The second bucket is the code that just needs a refresh. It still offers value, just of a different type. As we assume it’s a straightforward piece, it gives you freedom to learn and experiment if there are newer tools that solve the problem. Newer frameworks that improve just readability, not necessarily performance. Think in lines, of migrating Python 2.7 to Python 3 or using modern C++ syntax over the existing more verbose one.
Refactor, don’t rewrite
I’m not saying never to rewrite. Sometimes, it would be just faster and better in all aspects then refactoring. For example, converting a Perl script to a Python one. Usually rewriting is the basic instinct and the more exciting choice, but it’s incorrect in the majority of cases. People tend to underestimate the rewrite part, as it comes with other baggage like new deployment specifics, testing, documentation and others. Delete code, generously, I’ve noticed it’s a practice that almost all developers enjoy, as it usually signifies a new cleaner way of doing things. The cost isn’t high, you have great version control systems along with feature flags, in case you get it wrong. The less code there is to read, the less logic you need to keep in your brain and faster to understand and troubleshoot, for you and the next person.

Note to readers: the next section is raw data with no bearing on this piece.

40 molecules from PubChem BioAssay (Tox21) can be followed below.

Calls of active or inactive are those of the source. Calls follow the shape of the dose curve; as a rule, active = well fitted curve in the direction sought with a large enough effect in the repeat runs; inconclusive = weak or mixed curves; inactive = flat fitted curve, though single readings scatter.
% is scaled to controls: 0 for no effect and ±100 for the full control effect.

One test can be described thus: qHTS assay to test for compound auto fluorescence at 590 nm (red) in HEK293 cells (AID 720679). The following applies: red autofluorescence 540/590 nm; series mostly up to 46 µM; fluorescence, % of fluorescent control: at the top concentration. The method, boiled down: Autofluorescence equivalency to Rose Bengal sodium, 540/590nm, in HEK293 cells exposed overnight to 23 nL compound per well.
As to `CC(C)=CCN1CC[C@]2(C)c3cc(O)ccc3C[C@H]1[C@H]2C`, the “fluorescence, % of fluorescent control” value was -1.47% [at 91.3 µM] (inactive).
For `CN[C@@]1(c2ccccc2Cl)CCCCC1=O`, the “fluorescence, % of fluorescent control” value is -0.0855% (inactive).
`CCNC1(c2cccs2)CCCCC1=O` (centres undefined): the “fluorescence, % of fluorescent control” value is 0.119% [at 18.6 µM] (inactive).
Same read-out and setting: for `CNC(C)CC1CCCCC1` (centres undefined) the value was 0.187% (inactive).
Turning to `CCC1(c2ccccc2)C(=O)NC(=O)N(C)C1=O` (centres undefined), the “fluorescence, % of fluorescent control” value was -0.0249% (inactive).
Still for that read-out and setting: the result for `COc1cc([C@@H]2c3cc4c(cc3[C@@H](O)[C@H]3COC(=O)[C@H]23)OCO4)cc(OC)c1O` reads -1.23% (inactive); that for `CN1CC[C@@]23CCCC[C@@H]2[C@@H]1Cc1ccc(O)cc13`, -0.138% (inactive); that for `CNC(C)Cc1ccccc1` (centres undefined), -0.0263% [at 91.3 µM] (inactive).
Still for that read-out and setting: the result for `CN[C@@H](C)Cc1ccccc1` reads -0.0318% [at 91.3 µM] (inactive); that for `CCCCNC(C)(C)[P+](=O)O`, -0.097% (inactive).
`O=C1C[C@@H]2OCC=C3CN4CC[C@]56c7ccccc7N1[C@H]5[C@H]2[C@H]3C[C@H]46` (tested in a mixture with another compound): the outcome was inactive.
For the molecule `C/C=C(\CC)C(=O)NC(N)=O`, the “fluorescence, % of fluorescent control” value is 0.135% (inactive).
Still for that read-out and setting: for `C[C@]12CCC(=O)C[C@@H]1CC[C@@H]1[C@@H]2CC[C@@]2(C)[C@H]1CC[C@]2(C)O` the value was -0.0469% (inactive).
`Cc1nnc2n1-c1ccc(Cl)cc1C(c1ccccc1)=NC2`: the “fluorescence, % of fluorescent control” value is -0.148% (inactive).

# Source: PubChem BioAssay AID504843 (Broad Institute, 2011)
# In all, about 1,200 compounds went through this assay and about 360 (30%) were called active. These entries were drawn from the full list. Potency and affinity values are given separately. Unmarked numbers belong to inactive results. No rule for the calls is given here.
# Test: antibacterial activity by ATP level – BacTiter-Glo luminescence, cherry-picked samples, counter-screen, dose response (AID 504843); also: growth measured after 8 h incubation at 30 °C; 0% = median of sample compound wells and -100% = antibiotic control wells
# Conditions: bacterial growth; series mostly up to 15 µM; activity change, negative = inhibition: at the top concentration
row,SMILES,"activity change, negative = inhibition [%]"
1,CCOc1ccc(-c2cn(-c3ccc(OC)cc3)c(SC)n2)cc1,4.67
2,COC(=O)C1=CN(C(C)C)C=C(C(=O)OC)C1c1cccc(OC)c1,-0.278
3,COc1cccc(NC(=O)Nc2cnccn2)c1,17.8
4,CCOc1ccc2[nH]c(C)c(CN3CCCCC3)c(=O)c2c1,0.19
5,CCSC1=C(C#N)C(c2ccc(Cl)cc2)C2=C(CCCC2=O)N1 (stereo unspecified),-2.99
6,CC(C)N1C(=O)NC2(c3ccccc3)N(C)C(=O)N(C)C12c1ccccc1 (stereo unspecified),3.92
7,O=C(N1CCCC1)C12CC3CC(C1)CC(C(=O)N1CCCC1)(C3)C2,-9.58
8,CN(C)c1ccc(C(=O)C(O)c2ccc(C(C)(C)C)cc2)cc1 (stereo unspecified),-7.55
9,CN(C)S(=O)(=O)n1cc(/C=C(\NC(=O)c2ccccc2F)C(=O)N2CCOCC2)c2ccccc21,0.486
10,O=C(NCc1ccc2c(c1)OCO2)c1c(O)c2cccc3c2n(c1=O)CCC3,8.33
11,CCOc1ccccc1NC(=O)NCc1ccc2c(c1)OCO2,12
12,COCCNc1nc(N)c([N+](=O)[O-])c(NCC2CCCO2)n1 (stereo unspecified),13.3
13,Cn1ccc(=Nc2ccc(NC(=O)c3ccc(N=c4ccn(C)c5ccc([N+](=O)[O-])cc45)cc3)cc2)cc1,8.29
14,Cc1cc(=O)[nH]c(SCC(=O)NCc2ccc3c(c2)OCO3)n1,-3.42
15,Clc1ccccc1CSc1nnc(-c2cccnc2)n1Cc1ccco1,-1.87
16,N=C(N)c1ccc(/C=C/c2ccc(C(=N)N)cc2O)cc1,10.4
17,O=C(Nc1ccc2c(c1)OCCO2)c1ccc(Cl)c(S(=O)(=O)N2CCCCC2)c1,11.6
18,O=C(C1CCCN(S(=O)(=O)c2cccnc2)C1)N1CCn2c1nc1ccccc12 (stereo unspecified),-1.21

The cycle never ends
Software is evolving constantly, unlike building a bridge, where the construction is the more resource intensive part and maintenance is a smaller ongoing effort. Building software is the exact opposite – the initial creation effort is much smaller than the maintenance part. You may write 100 lines of code, but they will be read by tens of people or thousands, if we talk open source. That’s why investment in ongoing improvement of code readability is always worth it, as the code will continue to be reread. Good technical documentation is hard to do and maintain, automate as much as possible out of it, never give up on it even if it feel bothersome. The cost of lack of documentation is greater then the time spent documenting.
Today’s code is tomorrow’s legacy
If there’s something I’d like you to take away, it’s that having your code become legacy is a form of flattery. It has survived generations of maintainers throughout the years and is still working today. How many people are confident the code they are writing today, will work in 5-10 years time without touching anything? So the next time you are faced with legacy code, accept the challenge and make the most of it.